Studies show that THC and CBD are powerful agents to alleviate pain and inflammation. The terpene beta-caryophyllene that can be found in certain varieties of the cannabis plant also displays significant anti-inflammatory effects. Cannabis can provide relief from symptoms like pain and fatigue while working out, which may help increase endurance. Further research shows that cannabis use post-workout can also ease side effects like muscle stiffness.
Best Strains for Motivation
Sativa-style strains (chemovars) with terpenes like limonene, pinene, and beta-caryophyllene prove best for energy and motivation. Low doses of THC and CBD may also exert more stimulating effects. Here are five cannabis flower stains ideal for energy boosts. Some varieties may contain high levels of THC, which can be sedative in high doses.
A potent sativa, Durban Poison delivers an intense energy boost, stimulating mental clarity and euphoria. Many people say it’s the most energizing strain they’ve tried.
Super Lemon Haze
A Cannabis Cup winner, Super Lemon Haze reviewers report intense euphoria and an uplifting cerebral high that makes them feel highly productive.
This energizing strain is high in THC and ranks highly in the medical marijuana community for its ability to relieve depression, stress, anxiety, migraines, and pain. Some users say this works well before a run or helps you “zone in” at the gym.
Sativa strains don’t always need higher THC levels to be stimulating. The high-CBD Harlequin cultivar has clear-headed effects that users report keep them focused during workouts and can tune out pain.
Chocolope is a favorite for staying active, with fiercely cerebral, uplifting effects that motivate users to tackle any task, such as taking a long hike or hitting the gym.
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Frequently Asked Questions
Does getting high before a workout help?
Medical experts don’t recommend smoking anything before a cardio workout because healthy lungs are essential to cardio fitness. However, cannabis edibles, beverages, and tinctures can help boost mood and manage pain before a workout.
Additionally, people with existing heart issues should avoid smoking before workouts. The American Heart Association links marijuana use to an increased risk of heart attacks, particularly in the first hour after smoking cannabis.
This tends to apply to THC-rich types of cannabis and cannabis utilized via inhalation (particularly smoking). Some may benefit from CBD-rich tinctures or topicals before their workouts since CBD does not have psychoactive effects. This assures that they are not overly intoxicated while also taking advantage of CBD’s anti-inflammatory effects.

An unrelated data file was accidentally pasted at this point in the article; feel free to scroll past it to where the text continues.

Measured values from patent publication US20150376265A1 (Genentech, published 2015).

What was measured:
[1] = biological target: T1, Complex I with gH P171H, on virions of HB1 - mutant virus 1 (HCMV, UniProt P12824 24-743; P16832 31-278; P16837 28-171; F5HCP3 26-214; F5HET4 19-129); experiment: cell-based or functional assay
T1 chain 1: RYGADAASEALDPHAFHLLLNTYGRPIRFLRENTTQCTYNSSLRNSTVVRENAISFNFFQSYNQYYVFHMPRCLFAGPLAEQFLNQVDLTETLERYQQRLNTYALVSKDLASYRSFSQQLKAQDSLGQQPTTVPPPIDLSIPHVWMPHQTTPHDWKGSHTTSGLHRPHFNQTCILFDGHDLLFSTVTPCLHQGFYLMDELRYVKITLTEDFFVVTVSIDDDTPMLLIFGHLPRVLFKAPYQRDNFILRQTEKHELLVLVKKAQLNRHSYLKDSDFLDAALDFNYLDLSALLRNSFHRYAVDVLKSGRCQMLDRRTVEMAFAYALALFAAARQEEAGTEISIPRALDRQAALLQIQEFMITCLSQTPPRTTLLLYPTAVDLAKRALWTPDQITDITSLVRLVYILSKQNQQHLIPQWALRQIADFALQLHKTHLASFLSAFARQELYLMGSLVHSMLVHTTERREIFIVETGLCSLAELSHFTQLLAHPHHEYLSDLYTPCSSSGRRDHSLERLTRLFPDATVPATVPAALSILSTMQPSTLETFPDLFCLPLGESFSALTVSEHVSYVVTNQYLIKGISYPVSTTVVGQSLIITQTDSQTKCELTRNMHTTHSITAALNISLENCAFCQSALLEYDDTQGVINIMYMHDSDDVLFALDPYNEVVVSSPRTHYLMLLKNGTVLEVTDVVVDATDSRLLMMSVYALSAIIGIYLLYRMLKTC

Is it smart to work out while high?
Cannabis users say working out while high makes the experience more enjoyable, helping exercise go by faster and feel less tedious. However, like any intoxicant, marijuana use can impair motor skills and affect an athlete’s perception (e.g., reaction time, stability, and coordination).
Are sativas or indicas better for exercise?
Sativas generally provide a stimulating head high, while indicas unleash an intense body high. Indicas are more likely to cause heaviness and sedation that could demotivate people. On the other hand, sativas may be best for exercise because they invigorate the mind, provide pain relief, and increase pleasure. At least, this is a common perception.
In reality, there is little difference between sativas and indicas, as they are similar on a genetic level. The dominant terpenes and cannabinoids are actually far more important when selecting a product for a desired effect. Most associate low-myrcene, limonene- and terpinolene-rich cannabis varieties with sativas and myrcene-, humulene-, and linalool-rich varieties with indicas.
It is entirely possible for an indica to be low in sedative terpenes like myrcene and high in uplifting terpenes like limonene, for example. In short, pay attention to the terpene and cannabinoid profile, and experiment with different products to discover what works best for you and your workout.